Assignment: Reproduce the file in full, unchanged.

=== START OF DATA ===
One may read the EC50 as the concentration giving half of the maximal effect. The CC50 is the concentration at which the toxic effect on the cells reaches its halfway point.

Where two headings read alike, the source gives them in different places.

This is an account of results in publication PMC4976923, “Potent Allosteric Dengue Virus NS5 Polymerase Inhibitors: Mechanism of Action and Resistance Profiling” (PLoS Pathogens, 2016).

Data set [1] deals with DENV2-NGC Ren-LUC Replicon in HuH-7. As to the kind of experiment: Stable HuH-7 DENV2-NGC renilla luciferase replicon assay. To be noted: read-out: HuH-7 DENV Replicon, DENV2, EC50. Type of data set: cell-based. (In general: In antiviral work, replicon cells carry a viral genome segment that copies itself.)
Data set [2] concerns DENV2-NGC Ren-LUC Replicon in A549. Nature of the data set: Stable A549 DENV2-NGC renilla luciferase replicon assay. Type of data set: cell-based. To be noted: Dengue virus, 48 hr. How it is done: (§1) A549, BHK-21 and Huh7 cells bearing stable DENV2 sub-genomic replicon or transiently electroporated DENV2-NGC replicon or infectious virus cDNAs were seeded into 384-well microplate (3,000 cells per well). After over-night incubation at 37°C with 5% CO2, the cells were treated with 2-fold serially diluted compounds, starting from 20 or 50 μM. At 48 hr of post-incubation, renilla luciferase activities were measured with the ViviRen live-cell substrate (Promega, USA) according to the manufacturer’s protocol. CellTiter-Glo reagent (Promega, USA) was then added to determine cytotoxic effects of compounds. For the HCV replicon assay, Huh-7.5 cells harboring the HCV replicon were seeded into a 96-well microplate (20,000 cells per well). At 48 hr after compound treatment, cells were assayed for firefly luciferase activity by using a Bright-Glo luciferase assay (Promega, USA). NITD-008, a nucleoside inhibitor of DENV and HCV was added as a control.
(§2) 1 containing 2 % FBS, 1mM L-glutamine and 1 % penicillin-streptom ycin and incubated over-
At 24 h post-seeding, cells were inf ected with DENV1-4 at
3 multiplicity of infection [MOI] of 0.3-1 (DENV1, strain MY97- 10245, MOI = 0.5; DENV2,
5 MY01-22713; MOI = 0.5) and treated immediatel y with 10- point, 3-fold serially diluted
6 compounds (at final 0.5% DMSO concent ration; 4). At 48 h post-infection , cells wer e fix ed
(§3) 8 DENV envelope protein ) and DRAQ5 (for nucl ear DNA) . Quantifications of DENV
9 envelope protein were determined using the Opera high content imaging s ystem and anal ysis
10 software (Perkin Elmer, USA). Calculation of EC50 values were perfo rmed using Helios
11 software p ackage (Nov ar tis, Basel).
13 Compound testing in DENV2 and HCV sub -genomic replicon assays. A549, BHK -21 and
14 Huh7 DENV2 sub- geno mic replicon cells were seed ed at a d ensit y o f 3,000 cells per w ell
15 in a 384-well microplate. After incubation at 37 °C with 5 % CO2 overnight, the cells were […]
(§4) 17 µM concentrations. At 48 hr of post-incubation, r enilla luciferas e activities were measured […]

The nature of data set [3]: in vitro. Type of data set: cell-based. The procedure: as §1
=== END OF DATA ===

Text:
One may read the EC50 as the concentration giving half of the maximal effect. The CC50 is the concentration at which the toxic effect on the cells reaches its halfway point.

Where two headings read alike, the source gives them in different places.

This is an account of results in publication PMC4976923, “Potent Allosteric Dengue Virus NS5 Polymerase Inhibitors: Mechanism of Action and Resistance Profiling” (PLoS Pathogens, 2016).

Data set [1] deals with DENV2-NGC Ren-LUC Replicon in HuH-7. As to the kind of experiment: Stable HuH-7 DENV2-NGC renilla luciferase replicon assay. To be noted: read-out: HuH-7 DENV Replicon, DENV2, EC50. Type of data set: cell-based. (In general: In antiviral work, replicon cells carry a viral genome segment that copies itself.)
Data set [2] concerns DENV2-NGC Ren-LUC Replicon in A549. Nature of the data set: Stable A549 DENV2-NGC renilla luciferase replicon assay. Type of data set: cell-based. To be noted: Dengue virus, 48 hr. How it is done: (§1) A549, BHK-21 and Huh7 cells bearing stable DENV2 sub-genomic replicon or transiently electroporated DENV2-NGC replicon or infectious virus cDNAs were seeded into 384-well microplate (3,000 cells per well). After over-night incubation at 37°C with 5% CO2, the cells were treated with 2-fold serially diluted compounds, starting from 20 or 50 μM. At 48 hr of post-incubation, renilla luciferase activities were measured with the ViviRen live-cell substrate (Promega, USA) according to the manufacturer’s protocol. CellTiter-Glo reagent (Promega, USA) was then added to determine cytotoxic effects of compounds. For the HCV replicon assay, Huh-7.5 cells harboring the HCV replicon were seeded into a 96-well microplate (20,000 cells per well). At 48 hr after compound treatment, cells were assayed for firefly luciferase activity by using a Bright-Glo luciferase assay (Promega, USA). NITD-008, a nucleoside inhibitor of DENV and HCV was added as a control.
(§2) 1 containing 2 % FBS, 1mM L-glutamine and 1 % penicillin-streptom ycin and incubated over-
At 24 h post-seeding, cells were inf ected with DENV1-4 at
3 multiplicity of infection [MOI] of 0.3-1 (DENV1, strain MY97- 10245, MOI = 0.5; DENV2,
5 MY01-22713; MOI = 0.5) and treated immediatel y with 10- point, 3-fold serially diluted
6 compounds (at final 0.5% DMSO concent ration; 4). At 48 h post-infection , cells wer e fix ed
(§3) 8 DENV envelope protein ) and DRAQ5 (for nucl ear DNA) . Quantifications of DENV
9 envelope protein were determined using the Opera high content imaging s ystem and anal ysis
10 software (Perkin Elmer, USA). Calculation of EC50 values were perfo rmed using Helios
11 software p ackage (Nov ar tis, Basel).
13 Compound testing in DENV2 and HCV sub -genomic replicon assays. A549, BHK -21 and
14 Huh7 DENV2 sub- geno mic replicon cells were seed ed at a d ensit y o f 3,000 cells per w ell
15 in a 384-well microplate. After incubation at 37 °C with 5 % CO2 overnight, the cells were […]
(§4) 17 µM concentrations. At 48 hr of post-incubation, r enilla luciferas e activities were measured […]

The nature of data set [3]: in vitro. Type of data set: cell-based. The procedure: as §1